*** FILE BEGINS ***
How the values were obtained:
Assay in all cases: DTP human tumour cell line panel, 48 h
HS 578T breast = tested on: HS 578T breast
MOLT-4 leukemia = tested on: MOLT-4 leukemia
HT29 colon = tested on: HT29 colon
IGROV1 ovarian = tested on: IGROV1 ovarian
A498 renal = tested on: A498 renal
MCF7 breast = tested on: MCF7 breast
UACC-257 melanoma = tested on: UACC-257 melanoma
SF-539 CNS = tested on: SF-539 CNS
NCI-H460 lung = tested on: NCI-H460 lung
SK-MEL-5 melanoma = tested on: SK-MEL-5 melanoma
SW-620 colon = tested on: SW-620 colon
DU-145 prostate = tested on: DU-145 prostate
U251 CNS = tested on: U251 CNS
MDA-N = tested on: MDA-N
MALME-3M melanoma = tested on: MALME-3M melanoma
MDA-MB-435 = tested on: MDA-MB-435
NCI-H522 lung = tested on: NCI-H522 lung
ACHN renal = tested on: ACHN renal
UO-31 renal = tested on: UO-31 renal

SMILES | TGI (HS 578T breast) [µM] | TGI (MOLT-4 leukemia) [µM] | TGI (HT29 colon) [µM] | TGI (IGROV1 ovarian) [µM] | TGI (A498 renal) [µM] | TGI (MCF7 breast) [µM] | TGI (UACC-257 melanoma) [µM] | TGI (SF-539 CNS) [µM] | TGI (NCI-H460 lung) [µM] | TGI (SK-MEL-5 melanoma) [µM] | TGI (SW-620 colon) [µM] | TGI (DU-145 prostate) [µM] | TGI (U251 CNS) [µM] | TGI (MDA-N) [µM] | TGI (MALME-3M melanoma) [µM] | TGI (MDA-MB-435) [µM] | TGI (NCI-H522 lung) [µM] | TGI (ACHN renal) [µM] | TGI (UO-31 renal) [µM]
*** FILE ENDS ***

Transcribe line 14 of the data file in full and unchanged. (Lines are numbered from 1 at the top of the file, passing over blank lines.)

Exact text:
DU-145 prostate = tested on: DU-145 prostate